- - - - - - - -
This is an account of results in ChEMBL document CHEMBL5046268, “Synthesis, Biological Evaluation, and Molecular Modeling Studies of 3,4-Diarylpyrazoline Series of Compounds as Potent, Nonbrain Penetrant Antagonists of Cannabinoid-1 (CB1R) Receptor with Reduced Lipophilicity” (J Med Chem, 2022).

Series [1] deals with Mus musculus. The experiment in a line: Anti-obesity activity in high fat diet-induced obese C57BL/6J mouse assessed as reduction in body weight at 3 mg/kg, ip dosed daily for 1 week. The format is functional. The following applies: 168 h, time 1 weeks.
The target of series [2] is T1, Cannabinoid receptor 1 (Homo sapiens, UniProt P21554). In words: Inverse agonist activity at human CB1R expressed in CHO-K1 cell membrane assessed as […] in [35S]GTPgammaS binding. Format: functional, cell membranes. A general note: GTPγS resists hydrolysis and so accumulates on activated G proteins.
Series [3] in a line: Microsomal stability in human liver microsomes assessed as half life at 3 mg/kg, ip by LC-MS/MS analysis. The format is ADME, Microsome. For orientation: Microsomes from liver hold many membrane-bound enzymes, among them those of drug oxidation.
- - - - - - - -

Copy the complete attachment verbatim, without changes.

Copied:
This is an account of results in ChEMBL document CHEMBL5046268, “Synthesis, Biological Evaluation, and Molecular Modeling Studies of 3,4-Diarylpyrazoline Series of Compounds as Potent, Nonbrain Penetrant Antagonists of Cannabinoid-1 (CB1R) Receptor with Reduced Lipophilicity” (J Med Chem, 2022).

Series [1] deals with Mus musculus. The experiment in a line: Anti-obesity activity in high fat diet-induced obese C57BL/6J mouse assessed as reduction in body weight at 3 mg/kg, ip dosed daily for 1 week. The format is functional. The following applies: 168 h, time 1 weeks.
The target of series [2] is T1, Cannabinoid receptor 1 (Homo sapiens, UniProt P21554). In words: Inverse agonist activity at human CB1R expressed in CHO-K1 cell membrane assessed as […] in [35S]GTPgammaS binding. Format: functional, cell membranes. A general note: GTPγS resists hydrolysis and so accumulates on activated G proteins.
Series [3] in a line: Microsomal stability in human liver microsomes assessed as half life at 3 mg/kg, ip by LC-MS/MS analysis. The format is ADME, Microsome. For orientation: Microsomes from liver hold many membrane-bound enzymes, among them those of drug oxidation.